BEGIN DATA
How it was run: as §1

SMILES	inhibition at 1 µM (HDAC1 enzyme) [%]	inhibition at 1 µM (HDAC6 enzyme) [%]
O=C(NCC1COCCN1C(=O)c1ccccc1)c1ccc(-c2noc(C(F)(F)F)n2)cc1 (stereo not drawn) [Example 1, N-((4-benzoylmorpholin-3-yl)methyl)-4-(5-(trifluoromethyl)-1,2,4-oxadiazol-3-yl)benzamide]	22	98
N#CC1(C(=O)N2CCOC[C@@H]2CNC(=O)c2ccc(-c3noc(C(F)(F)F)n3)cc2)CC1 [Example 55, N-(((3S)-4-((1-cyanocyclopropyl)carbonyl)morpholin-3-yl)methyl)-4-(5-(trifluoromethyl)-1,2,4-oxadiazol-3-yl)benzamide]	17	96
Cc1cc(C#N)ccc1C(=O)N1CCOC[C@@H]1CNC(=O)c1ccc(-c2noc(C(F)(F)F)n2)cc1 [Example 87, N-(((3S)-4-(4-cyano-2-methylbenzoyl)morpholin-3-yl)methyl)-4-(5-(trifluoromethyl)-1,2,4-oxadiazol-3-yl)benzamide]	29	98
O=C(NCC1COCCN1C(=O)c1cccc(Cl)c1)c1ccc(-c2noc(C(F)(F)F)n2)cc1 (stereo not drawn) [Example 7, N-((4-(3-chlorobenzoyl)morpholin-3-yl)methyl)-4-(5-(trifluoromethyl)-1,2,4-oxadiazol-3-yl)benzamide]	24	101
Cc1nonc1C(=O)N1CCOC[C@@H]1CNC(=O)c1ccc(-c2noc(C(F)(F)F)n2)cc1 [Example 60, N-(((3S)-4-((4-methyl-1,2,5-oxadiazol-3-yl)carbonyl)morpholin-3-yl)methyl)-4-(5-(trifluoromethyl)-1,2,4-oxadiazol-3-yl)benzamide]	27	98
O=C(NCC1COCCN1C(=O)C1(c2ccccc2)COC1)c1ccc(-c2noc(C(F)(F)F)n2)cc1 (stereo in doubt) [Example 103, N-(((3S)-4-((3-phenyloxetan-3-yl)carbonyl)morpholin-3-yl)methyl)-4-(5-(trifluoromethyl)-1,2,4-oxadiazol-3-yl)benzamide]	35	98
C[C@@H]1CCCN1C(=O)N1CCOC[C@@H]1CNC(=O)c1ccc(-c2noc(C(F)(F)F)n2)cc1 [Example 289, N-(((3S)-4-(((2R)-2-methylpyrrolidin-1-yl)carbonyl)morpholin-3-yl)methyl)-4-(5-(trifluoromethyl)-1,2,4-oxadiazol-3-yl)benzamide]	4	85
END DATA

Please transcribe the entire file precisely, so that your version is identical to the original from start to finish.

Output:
How it was run: as §1

SMILES	inhibition at 1 µM (HDAC1 enzyme) [%]	inhibition at 1 µM (HDAC6 enzyme) [%]
O=C(NCC1COCCN1C(=O)c1ccccc1)c1ccc(-c2noc(C(F)(F)F)n2)cc1 (stereo not drawn) [Example 1, N-((4-benzoylmorpholin-3-yl)methyl)-4-(5-(trifluoromethyl)-1,2,4-oxadiazol-3-yl)benzamide]	22	98
N#CC1(C(=O)N2CCOC[C@@H]2CNC(=O)c2ccc(-c3noc(C(F)(F)F)n3)cc2)CC1 [Example 55, N-(((3S)-4-((1-cyanocyclopropyl)carbonyl)morpholin-3-yl)methyl)-4-(5-(trifluoromethyl)-1,2,4-oxadiazol-3-yl)benzamide]	17	96
Cc1cc(C#N)ccc1C(=O)N1CCOC[C@@H]1CNC(=O)c1ccc(-c2noc(C(F)(F)F)n2)cc1 [Example 87, N-(((3S)-4-(4-cyano-2-methylbenzoyl)morpholin-3-yl)methyl)-4-(5-(trifluoromethyl)-1,2,4-oxadiazol-3-yl)benzamide]	29	98
O=C(NCC1COCCN1C(=O)c1cccc(Cl)c1)c1ccc(-c2noc(C(F)(F)F)n2)cc1 (stereo not drawn) [Example 7, N-((4-(3-chlorobenzoyl)morpholin-3-yl)methyl)-4-(5-(trifluoromethyl)-1,2,4-oxadiazol-3-yl)benzamide]	24	101
Cc1nonc1C(=O)N1CCOC[C@@H]1CNC(=O)c1ccc(-c2noc(C(F)(F)F)n2)cc1 [Example 60, N-(((3S)-4-((4-methyl-1,2,5-oxadiazol-3-yl)carbonyl)morpholin-3-yl)methyl)-4-(5-(trifluoromethyl)-1,2,4-oxadiazol-3-yl)benzamide]	27	98
O=C(NCC1COCCN1C(=O)C1(c2ccccc2)COC1)c1ccc(-c2noc(C(F)(F)F)n2)cc1 (stereo in doubt) [Example 103, N-(((3S)-4-((3-phenyloxetan-3-yl)carbonyl)morpholin-3-yl)methyl)-4-(5-(trifluoromethyl)-1,2,4-oxadiazol-3-yl)benzamide]	35	98
C[C@@H]1CCCN1C(=O)N1CCOC[C@@H]1CNC(=O)c1ccc(-c2noc(C(F)(F)F)n2)cc1 [Example 289, N-(((3S)-4-(((2R)-2-methylpyrrolidin-1-yl)carbonyl)morpholin-3-yl)methyl)-4-(5-(trifluoromethyl)-1,2,4-oxadiazol-3-yl)benzamide]	4	85